The father–child relationship is an important factor in child development. Improving protective factors for fathers, such as access to social support, is one strategy to enhance these critical relationships. Few studies have examined parenting strategies for fathers specifically, and fewer have examined programs delivered in early childhood settings.
A quasi-experimental study of the Circle of Parents® program implemented in a Head Start/Early Head Start setting examined social support and other protective factors for 112 fathers.
Based on intent-to-treat analysis, there was no improvement in social support but fathers who participated in the program reported a significant reduction in parent–child conflict (β = −3.38; p < .01). Due to lack of compliance in treatment assignment, propensity-score adjusted models were also estimated. One model indicated positive effects for increased parenting self-efficacy (β = 5.30; p < .05). Father engagement in this mutual aid support group was challenging.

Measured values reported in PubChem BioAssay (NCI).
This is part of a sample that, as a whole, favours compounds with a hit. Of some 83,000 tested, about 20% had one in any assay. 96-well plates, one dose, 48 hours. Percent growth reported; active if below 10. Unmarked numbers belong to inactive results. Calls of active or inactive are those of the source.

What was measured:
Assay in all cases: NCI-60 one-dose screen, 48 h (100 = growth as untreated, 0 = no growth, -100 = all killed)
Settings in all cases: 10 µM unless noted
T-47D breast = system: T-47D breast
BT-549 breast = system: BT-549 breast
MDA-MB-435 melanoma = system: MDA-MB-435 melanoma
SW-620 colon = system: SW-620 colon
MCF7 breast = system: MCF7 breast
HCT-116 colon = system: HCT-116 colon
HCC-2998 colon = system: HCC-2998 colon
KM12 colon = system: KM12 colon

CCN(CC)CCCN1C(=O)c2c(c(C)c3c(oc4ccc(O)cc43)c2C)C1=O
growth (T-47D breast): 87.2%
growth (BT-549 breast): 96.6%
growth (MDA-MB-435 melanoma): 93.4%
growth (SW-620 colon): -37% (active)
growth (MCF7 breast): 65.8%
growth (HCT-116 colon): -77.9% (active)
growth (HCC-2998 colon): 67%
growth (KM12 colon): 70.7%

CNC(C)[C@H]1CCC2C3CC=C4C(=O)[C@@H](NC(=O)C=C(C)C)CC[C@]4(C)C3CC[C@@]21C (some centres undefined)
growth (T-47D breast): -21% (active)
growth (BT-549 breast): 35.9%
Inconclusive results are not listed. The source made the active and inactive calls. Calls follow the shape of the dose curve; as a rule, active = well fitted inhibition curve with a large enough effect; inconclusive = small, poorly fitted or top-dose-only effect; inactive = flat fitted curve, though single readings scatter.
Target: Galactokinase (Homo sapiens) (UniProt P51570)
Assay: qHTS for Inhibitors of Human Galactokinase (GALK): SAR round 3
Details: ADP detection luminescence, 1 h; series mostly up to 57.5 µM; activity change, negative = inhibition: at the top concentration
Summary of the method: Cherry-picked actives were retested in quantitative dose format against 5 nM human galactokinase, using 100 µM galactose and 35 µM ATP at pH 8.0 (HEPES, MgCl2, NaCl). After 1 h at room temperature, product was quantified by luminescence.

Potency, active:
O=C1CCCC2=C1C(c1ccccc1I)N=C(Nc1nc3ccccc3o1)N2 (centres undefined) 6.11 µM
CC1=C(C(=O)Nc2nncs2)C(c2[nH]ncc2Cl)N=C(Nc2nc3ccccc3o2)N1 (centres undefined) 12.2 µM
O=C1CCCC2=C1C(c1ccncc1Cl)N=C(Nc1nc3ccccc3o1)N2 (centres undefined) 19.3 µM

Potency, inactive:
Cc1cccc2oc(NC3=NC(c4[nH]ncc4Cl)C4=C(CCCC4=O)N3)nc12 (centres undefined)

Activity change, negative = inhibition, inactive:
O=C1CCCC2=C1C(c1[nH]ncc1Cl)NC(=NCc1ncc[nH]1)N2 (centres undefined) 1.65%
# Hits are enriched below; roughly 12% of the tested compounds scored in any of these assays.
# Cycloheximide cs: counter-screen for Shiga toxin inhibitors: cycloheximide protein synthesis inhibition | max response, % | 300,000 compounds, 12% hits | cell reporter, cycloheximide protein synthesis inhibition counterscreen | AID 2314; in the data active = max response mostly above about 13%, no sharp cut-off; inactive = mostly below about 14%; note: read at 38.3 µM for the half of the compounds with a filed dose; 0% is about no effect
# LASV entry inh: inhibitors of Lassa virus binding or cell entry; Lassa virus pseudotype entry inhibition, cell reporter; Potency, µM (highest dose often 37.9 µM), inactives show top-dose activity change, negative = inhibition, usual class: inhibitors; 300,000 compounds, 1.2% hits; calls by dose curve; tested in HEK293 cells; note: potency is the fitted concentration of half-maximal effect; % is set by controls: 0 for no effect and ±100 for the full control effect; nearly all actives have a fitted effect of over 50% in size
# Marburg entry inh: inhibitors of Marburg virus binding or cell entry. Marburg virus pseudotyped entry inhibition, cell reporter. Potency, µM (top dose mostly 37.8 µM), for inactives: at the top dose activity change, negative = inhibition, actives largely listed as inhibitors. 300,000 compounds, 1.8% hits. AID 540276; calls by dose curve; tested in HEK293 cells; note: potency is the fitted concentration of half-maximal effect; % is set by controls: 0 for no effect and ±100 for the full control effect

Parenting support groups offer potential benefits to fathers, but barriers to program participation limit the feasibility of broader impact.